The adult White-billed Diver was still to be seen in the waters off South Ronaldsay (Orkney) on 28th and 2nd. For the first time in weeks, Grey Phalaropes could only manage a couple of birds: one remained at Cley Marshes (Norfolk) to 27th and another was still being seen at Covenham Reservoir (Lincolnshire) on 28th–3rd. A juvenile Long-tailed Skua spent a few minutes off Landguard (Suffolk) on 30th, while a handful of Pomarine Skuas included two from Berry Head (Devon) on 27th (with a Balearic Shearwater there the same day). In Shetland, 26 Little Auks flew past Sumburgh Head, Mainland on 1st.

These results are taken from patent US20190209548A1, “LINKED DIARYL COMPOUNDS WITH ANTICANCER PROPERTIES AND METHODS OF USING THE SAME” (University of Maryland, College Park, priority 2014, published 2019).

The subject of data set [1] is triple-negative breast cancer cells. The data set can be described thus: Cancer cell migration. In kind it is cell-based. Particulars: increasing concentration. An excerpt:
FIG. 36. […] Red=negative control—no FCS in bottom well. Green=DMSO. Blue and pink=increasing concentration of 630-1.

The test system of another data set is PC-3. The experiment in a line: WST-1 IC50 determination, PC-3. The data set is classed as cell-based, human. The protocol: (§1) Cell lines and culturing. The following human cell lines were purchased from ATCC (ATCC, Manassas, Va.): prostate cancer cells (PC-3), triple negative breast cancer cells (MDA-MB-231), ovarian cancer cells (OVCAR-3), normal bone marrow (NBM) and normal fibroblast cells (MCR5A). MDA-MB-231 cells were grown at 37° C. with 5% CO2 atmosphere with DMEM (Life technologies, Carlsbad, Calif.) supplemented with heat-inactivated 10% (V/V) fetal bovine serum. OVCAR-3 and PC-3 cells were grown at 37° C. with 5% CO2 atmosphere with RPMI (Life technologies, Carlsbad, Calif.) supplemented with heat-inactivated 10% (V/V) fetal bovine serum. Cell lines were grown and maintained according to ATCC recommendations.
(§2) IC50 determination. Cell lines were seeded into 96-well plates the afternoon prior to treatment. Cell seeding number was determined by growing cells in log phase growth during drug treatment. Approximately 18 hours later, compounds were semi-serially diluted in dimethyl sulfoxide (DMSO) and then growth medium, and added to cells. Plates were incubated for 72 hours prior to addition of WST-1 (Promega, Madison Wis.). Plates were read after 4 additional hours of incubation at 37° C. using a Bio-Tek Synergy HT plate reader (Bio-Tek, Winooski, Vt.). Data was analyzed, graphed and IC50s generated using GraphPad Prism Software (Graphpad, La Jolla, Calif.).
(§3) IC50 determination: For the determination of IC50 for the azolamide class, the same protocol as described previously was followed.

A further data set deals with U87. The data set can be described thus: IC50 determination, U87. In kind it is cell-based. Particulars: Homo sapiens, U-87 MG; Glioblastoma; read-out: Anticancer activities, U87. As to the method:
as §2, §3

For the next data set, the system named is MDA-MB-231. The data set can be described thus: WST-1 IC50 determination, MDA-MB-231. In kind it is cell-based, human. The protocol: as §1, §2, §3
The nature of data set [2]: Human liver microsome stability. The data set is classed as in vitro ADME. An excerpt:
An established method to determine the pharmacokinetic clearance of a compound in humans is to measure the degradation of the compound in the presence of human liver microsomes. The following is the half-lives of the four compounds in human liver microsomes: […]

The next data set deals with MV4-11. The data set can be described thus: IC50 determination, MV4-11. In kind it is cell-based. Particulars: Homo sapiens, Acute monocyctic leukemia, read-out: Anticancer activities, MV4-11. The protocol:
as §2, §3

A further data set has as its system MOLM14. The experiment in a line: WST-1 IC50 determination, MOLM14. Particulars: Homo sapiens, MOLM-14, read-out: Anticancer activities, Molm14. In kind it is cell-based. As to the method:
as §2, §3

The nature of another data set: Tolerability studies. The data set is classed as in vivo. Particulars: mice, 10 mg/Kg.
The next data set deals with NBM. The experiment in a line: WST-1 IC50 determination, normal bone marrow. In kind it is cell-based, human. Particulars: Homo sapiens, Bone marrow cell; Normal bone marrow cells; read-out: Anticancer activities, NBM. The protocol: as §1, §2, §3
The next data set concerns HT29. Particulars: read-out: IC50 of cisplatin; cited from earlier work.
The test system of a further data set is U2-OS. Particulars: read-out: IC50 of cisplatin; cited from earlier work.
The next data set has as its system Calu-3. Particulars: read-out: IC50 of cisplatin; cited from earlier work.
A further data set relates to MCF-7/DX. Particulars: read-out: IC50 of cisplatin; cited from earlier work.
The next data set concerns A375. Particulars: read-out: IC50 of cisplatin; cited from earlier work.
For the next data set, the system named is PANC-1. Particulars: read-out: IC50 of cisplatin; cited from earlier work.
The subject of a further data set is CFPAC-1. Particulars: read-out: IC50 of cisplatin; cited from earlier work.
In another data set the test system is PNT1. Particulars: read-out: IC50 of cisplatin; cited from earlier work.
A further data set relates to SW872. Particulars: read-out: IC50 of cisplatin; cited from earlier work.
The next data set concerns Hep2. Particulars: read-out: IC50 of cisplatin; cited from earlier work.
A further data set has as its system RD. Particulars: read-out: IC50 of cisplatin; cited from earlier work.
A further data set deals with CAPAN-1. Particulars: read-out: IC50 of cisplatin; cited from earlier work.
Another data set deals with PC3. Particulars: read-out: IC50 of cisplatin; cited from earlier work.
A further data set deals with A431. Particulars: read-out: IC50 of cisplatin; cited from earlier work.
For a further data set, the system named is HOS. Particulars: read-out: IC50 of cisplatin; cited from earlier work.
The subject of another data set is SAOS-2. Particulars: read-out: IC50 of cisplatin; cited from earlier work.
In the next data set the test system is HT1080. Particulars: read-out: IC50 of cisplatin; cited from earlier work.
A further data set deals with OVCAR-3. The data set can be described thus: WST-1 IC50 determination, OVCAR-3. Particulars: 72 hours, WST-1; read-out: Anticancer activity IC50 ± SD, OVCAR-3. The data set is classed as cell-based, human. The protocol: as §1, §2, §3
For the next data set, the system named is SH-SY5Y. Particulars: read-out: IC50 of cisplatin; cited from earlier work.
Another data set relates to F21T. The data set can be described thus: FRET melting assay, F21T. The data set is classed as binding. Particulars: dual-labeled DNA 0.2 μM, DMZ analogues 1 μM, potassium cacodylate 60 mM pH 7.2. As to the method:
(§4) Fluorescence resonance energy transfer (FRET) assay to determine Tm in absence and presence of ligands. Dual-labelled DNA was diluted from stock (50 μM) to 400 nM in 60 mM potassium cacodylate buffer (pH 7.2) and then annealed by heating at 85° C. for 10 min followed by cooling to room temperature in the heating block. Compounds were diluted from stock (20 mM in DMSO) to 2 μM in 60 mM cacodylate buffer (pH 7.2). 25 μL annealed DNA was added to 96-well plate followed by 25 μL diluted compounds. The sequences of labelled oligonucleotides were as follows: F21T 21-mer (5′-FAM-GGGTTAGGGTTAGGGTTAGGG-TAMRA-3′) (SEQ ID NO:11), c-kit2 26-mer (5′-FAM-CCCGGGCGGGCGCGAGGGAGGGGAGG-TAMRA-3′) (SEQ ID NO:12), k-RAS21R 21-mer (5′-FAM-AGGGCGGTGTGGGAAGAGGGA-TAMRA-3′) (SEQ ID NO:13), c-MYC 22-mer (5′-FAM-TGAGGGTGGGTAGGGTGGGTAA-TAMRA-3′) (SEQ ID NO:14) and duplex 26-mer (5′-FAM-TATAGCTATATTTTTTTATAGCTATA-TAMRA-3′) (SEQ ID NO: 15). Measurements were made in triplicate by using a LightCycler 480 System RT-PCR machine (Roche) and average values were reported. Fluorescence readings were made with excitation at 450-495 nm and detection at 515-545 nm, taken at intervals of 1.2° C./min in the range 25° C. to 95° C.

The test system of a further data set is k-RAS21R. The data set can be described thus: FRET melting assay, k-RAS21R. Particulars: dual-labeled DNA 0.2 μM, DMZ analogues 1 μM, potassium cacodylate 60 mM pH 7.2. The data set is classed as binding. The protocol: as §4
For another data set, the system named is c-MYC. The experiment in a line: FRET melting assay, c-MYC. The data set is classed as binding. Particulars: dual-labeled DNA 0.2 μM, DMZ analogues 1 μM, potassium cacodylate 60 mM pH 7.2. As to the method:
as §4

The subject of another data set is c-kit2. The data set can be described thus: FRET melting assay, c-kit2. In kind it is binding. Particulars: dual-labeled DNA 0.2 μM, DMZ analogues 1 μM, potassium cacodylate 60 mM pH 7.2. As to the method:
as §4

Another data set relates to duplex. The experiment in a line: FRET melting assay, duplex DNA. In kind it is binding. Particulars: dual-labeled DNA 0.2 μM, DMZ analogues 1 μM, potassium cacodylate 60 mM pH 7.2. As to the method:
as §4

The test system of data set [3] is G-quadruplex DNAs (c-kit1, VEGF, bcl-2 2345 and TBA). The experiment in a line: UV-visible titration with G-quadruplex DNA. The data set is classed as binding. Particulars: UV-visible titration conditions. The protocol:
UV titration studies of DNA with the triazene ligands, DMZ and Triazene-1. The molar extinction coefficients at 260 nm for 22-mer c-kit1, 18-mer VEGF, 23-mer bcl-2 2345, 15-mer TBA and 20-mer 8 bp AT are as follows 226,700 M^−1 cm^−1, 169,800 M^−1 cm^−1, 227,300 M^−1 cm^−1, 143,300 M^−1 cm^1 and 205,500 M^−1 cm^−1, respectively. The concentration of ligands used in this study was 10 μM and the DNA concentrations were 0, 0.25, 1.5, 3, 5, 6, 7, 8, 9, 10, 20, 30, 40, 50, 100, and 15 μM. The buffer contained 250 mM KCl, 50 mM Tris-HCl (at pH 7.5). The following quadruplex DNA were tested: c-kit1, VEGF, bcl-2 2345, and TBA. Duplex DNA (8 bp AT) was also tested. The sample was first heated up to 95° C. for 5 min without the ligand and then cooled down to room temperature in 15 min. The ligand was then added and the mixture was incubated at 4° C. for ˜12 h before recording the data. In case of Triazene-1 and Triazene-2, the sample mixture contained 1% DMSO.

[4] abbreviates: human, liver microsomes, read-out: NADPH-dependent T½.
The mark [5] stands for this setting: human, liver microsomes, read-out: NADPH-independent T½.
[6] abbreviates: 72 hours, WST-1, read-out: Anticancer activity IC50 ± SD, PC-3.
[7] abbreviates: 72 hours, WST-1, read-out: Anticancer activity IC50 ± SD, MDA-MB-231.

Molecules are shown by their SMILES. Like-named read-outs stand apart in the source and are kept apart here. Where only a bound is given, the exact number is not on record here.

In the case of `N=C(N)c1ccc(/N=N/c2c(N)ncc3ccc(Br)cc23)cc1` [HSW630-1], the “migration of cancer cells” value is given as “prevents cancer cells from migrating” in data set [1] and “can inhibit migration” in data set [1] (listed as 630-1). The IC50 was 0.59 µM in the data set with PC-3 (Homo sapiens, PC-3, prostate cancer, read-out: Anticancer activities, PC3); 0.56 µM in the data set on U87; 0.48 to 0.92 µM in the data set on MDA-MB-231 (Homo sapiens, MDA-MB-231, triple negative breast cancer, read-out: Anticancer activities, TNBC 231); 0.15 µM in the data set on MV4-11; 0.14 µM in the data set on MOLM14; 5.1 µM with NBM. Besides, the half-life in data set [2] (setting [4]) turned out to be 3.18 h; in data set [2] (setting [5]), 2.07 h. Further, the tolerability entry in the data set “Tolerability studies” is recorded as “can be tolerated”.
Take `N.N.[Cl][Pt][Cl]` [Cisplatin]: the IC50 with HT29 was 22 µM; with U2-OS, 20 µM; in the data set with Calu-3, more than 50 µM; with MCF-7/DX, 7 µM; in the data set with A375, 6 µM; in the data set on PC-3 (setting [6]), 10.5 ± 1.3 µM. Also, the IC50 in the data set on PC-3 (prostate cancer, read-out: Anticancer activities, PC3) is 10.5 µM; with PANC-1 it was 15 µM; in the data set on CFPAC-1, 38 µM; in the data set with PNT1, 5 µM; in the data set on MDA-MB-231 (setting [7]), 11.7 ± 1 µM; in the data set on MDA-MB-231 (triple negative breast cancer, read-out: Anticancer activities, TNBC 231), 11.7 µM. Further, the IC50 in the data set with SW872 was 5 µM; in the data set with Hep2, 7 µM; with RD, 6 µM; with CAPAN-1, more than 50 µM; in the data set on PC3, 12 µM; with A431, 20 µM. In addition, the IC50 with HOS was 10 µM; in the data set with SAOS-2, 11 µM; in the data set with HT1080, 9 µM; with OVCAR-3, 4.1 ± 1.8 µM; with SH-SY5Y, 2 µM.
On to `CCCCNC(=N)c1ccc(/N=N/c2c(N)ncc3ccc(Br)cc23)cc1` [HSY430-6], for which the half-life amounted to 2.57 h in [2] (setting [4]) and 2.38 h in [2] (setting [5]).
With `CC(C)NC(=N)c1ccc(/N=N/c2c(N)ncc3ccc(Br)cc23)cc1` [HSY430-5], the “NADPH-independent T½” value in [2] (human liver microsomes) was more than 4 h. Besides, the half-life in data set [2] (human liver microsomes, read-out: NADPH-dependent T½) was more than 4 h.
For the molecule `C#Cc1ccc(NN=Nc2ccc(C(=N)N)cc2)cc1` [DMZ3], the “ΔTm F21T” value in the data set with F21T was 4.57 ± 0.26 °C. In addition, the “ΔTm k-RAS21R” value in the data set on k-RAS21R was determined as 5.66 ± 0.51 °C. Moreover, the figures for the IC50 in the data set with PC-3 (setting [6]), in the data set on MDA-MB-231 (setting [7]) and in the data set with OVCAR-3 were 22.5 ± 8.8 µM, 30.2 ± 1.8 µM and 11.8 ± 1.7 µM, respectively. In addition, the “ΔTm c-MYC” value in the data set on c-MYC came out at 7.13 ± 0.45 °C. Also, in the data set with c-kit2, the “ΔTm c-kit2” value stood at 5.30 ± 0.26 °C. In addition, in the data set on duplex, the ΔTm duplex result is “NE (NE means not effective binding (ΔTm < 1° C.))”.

Three Cattle Egrets were still to be seen in Cumbria this week: the single bird at Urswick was present to 27th while the twosome near Milnthorpe remained to 29th at least. On 29th, a Cattle Egret was seen at Barton-under-Needwood (Staffordshire) and stayed to 2nd, but it appears that the bird had been present since 6th November. Another bird that has been around a while was the Cattle Egret seen at Shell Ness (Kent) on 30th, this bird present for a fortnight or so. The 30th also saw single birds noted at Haversham (Buckinghamshire) and Leighton Moss (Lancashire) while, also in Lancashire, two birds were reported from Preesall. Five Cattle Egrets were at Walton (Somerset) on 2nd and one was at Romsey (Hampshire) on 3rd. In County Cork, a Cattle Egret remained at Inchydoney Bay to 1st. The Great White Egret was still at Blashford Lakes (Hants) to 2nd, while in Greater Manchester the Great White Egret there moved to Wigan on 28th–29th, within the gaze of the JJB Stadium (maybe the roar of Wigan's winner against West Brom's relegation-bound Throstles made it up sticks). There's a whole new listing game for someone, noting rarities seen at or near football stadiums: Great White Egret near the JJB, Laughing Gull by Reading's Madejski Stadium, White Stork over Rochdale's Spotland Stadium.... Back in the real world, a dozen or more Spoonbills were again around Arne (Dorset) this week, with six still up in north Devon at Isley Marsh. Single birds were seen at Cliffe Pools (Kent) to 29th and at St. John's Lake (Cornwall) on 30th. The Glossy Ibis was at Warton Marsh (Lancashire) from 28th–1st before reappearing at Marshside on 3rd, while Common Cranes included two over the police station at Downham Market (Norfolk) on 27th, six at the Broadland roost at Stubb Mill (Norfolk) on 29th and two at Lakenheath (Suffolk) throughout the week. Another Common Crane was seen at Durrus (Co. Cork) on 1st.